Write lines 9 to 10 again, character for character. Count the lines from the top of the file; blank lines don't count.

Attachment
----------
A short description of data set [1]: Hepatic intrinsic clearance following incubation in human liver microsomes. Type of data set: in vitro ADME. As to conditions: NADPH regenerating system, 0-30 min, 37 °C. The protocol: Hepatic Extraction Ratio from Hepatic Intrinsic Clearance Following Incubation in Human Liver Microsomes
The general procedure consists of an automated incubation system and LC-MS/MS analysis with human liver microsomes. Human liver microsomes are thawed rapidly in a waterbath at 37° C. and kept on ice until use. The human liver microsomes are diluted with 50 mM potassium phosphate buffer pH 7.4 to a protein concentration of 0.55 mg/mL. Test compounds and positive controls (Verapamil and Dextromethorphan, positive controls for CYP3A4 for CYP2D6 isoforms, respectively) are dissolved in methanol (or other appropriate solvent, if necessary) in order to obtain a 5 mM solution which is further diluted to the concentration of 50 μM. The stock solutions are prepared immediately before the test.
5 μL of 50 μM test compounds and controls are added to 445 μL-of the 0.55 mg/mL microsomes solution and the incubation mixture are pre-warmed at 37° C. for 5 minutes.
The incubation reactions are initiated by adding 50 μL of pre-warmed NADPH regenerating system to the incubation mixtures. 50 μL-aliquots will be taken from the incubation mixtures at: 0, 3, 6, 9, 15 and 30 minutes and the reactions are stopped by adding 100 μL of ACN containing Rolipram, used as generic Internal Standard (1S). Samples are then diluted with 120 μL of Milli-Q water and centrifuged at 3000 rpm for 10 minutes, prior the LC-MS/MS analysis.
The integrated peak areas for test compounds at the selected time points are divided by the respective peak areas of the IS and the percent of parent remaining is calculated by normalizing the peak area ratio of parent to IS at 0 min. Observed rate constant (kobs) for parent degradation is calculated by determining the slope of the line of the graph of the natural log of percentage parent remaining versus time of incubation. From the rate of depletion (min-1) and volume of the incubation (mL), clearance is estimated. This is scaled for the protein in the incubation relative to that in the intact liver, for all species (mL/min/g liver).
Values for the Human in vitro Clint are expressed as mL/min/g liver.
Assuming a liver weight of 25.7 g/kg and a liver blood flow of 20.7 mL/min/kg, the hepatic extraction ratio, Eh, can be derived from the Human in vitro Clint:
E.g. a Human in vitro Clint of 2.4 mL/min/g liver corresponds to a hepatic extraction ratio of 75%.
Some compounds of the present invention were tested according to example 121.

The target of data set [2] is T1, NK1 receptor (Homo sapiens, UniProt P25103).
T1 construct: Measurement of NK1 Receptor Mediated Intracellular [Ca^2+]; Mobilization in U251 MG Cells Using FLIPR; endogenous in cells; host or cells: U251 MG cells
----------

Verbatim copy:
Some compounds of the present invention were tested according to example 121.

The target of data set [2] is T1, NK1 receptor (Homo sapiens, UniProt P25103).